by Tori Newby ’22
On Saturday, May 31, I attended a protest in the nation’s capital. Organized by Black Lives Matter DC, the event was targeted to protest racism, police brutality, and the death of George Floyd. The protest was strictly drive-by due to coronavirus safety concerns, so my mom and I put our homemade poster in the car and headed for a Safeway parking lot in southeast DC, where the moving protest would begin at four o’clock. We were almost there, when we reached heavy traffic on the overpass. The route had not been released, so if we missed the departure, then we would be out of luck, but one by one, other drivers and passengers in the traffic began opening their doors and hanging up posters on their cars.
I climbed in the backseat to prop up our poster on the back windshield. It was exciting to see that the heavy traffic consisted of passionate protesters, like us. When we finally reached the end of the overpass, there were protesters sticking out of their sunroofs, honking horns, and homemade signs attached to almost everybody’s cars. It was slow moving due to the large number of people, but we followed the traffic and honking around the city. I checked the Black Lives Matter DC Facebook page for updates, and at one point, 500 cars were reported to be on 8th street. There seemed to be endless protesters from our perspective, and we were on 7th. Residents of the houses along the route stepped outside, yelling and banging pots and pans. The protest lasted hours and we successfully blocked off many roads, all from the safety of our cars, violence-free.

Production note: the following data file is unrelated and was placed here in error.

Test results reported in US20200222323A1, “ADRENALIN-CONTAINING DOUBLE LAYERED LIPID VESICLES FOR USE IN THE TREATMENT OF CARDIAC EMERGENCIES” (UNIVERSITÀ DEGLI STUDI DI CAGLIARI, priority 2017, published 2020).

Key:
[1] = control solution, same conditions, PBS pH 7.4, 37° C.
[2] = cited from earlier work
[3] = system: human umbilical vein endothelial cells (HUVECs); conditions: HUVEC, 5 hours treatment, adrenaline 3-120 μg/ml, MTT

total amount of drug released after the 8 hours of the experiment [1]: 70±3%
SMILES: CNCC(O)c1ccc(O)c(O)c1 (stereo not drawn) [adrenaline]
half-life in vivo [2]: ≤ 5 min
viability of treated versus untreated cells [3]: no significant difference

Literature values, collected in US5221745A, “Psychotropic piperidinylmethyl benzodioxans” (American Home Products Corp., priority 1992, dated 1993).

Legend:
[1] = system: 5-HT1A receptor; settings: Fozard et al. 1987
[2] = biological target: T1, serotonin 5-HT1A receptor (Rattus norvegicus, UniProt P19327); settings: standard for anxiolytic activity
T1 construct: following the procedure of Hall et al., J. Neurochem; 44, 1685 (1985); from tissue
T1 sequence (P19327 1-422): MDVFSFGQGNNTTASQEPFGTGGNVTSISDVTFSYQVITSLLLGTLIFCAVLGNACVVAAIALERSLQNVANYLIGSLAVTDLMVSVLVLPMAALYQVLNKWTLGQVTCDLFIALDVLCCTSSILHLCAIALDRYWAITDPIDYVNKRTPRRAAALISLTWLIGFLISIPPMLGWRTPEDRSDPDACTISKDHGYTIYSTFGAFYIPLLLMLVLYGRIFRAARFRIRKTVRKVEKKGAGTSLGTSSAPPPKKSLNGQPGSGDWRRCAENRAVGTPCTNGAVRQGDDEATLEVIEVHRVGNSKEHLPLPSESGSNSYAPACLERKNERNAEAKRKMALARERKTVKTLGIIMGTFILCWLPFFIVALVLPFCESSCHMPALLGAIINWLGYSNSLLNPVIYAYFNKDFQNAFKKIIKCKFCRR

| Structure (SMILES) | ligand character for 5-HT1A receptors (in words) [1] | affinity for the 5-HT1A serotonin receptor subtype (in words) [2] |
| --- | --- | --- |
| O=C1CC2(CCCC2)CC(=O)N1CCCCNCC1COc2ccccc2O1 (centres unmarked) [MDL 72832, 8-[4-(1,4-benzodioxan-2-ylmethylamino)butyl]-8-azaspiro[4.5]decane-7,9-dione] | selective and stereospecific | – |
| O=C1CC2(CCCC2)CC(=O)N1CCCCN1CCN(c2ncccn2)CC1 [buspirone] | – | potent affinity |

Over the past few days, I have been looking online and in the newspapers to find out exactly how many people attended the protest. However, the only search results are riots and looting, buildings aflame, protesters pepper sprayed, tear gassed, or arrested. The media has been underrepresenting the Americans who have been peacefully fighting for an end to police brutality and systemic racism. There have been many nonviolent protests across the country, but only the violent ones seem to be attracting the media’s attention. Some people, including President Trump, use the riots as leverage against our cause, when in reality, many protests are executed without causing any harm or damage.